Anderson Speedway and Winchester Speedway have forged a unique working relationship. (Randy Crist Photo)
Anderson Speedway and Winchester Speedway have forged a unique working relationship. (Randy Crist Photo)

ARGABRIGHT: Two Tracks Working Together

INDIANAPOLIS — Teamwork generally is best.

Indiana’s Anderson and Winchester Speedways have forged a unique relationship for this season, joining forces to promote a couple of events by putting up a bonus to the driver who can win both.

The Hoosier Double Down incentive was offering a $10,000 bonus if a driver could sweep the Fly Over States 150 at Winchester that was scheduled for May 18 and the Spring Fling 125 presented by Mitch Smith Automotive and Perfecto six days later at Anderson.

Both events featured the ARCA/CRA Super Series late models.

Anderson Speedway and Winchester Speedway each have a long, rich racing history and the tracks are located less than an hour apart. Winchester dates back more than 100 years, while Anderson is a relative youngster celebrating 74 seasons of racing this year.

The two tracks have shared the limelight — along with racers, fans, officials and sponsors — for four generations. Through several different regimes and personalities, across the years the two tracks have experienced alternating periods of warmth and tension.

But the Hoosier Double Down was a notable step toward working together, probably unprecedented for the two tracks. This is a healthy thing for area racers and fans and will likely strengthen both venues.

MAVTV personality and longtime racing broadcaster Bob Dillner recently joined track owner Charlie Shaw to take the promotional reins at Winchester. (Full disclosure: Dillner is a colleague of mine at MAVTV.) Dillner has brought a fresh supply of energy and enthusiasm to the role, along with an outspoken desire to work with area tracks to build racing in general.

Anderson Speedway owner Rick Dawson has been at the helm there for 24 years, enduring the inevitable ebb and flow of racing promotion. Dawson has been a stalwart supporter of late model racing in the area, and through thick and thin has kept weekly pavement racing alive at the historic track.

The two tracks are distinctly different, in both size and character. But for many of us, Anderson and Winchester are cherished destinations dating back more than a lifetime.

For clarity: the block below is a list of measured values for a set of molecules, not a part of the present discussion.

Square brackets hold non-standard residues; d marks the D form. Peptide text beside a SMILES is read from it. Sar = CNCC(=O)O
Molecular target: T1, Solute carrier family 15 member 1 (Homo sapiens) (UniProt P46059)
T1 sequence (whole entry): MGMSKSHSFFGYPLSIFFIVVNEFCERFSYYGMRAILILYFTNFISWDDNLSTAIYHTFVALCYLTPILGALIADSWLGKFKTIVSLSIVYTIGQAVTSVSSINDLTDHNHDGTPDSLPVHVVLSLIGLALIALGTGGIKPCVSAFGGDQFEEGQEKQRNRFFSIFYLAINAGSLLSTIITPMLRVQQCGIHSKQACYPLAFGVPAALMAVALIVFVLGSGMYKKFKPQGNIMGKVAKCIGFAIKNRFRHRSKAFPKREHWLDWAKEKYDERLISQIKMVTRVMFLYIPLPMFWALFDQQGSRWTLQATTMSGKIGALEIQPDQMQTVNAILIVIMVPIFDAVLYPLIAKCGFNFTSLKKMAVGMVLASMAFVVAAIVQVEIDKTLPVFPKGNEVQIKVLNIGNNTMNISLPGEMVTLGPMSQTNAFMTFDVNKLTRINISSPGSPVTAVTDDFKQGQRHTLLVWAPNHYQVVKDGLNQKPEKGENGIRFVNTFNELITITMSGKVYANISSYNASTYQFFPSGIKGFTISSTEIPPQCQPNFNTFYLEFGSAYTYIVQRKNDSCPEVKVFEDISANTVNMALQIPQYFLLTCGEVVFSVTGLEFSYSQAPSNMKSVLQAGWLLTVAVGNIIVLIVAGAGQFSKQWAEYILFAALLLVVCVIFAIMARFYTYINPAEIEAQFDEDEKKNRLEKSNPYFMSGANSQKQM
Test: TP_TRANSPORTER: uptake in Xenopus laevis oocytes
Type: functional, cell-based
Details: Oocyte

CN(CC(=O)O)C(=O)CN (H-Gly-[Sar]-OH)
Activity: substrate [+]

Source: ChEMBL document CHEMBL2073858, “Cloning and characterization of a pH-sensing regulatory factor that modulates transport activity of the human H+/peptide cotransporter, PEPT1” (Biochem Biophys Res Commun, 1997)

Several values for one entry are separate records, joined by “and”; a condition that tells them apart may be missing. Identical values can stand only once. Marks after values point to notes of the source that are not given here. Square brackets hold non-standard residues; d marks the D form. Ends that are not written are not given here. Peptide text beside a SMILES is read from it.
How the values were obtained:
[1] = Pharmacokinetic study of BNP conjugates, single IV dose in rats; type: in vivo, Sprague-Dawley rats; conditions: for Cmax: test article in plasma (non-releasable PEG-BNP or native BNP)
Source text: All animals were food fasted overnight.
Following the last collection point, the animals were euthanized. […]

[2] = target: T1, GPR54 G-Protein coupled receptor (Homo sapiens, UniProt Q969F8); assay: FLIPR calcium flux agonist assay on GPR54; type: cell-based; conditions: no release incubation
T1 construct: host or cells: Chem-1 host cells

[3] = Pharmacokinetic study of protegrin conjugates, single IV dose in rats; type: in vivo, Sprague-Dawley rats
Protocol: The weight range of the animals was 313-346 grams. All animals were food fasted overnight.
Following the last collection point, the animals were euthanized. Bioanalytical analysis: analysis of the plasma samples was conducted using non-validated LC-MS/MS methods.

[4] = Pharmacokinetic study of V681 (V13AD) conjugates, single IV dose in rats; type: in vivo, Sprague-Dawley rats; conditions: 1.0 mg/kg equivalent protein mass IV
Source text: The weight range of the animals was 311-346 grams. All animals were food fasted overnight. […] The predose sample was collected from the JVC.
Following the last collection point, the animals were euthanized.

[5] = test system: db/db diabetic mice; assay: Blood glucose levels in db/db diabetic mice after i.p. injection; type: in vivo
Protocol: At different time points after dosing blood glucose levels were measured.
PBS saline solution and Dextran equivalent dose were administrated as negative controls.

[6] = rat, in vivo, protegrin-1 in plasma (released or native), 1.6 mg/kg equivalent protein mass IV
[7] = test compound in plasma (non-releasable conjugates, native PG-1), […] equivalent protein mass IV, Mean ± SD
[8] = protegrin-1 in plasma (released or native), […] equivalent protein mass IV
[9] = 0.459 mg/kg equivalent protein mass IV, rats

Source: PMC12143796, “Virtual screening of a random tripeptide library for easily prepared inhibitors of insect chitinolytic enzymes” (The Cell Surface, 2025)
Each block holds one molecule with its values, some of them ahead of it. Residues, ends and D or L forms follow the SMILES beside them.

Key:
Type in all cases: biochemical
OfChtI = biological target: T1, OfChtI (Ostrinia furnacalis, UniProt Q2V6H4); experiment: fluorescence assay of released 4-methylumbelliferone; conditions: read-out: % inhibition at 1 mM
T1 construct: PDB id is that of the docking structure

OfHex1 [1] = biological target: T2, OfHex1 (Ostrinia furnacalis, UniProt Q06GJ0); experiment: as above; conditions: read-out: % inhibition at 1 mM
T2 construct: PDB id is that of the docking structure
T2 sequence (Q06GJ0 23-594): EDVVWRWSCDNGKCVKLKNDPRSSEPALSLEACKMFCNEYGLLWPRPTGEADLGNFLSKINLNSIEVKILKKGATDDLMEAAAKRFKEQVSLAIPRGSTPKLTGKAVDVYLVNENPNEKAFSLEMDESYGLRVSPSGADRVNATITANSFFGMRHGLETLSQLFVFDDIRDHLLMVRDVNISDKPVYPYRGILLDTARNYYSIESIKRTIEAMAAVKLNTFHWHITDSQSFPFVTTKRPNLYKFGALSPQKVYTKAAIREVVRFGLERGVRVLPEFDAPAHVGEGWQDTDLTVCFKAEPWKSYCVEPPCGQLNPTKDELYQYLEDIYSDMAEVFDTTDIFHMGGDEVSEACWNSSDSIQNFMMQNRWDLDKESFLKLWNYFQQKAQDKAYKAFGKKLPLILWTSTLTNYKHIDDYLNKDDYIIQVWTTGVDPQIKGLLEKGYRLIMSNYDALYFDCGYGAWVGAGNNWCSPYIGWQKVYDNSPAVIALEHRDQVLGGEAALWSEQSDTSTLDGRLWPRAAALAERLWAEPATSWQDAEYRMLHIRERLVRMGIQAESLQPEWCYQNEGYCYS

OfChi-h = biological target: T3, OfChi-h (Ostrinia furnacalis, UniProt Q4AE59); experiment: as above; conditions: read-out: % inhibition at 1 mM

Anderson is a tight, tough quarter-mile with high-banked corners. The area surrounding the track has changed dramatically through the years — like the city itself — but the atmosphere remains as dynamic as ever. The moment you walk through the front gate you feel a sense of anticipation, the same thrill your father and your grandfather probably experienced.

Winchester is a long, steep drink of excitement. A sprawling high-banked half-mile that has intimidated nearly everyone who has raced there, it is a shock of action nestled among sleepy farm fields. The history there is palpable, and longtime fans feel a distinct rush of adrenaline as the track approaches in the distance along the state highway.

Both tracks have provided countless chapters of drama and excitement. Along with a third track —historic Mount Lawn Speedway near New Castle — central Indiana fans can relate many great tales of thrills and spills across decades of personalities and competition.

The Hoosier Double Down was just one deal, tying two races and two tracks together. But wouldn’t it be great if it led to an ongoing effort to find ways for area tracks to help build and strengthen each other?

A new generation of race fans is out there, looking for something exciting and interesting. 

Promotions such as the Hoosier Double Down are great ways to get their attention and get them into the grandstands.

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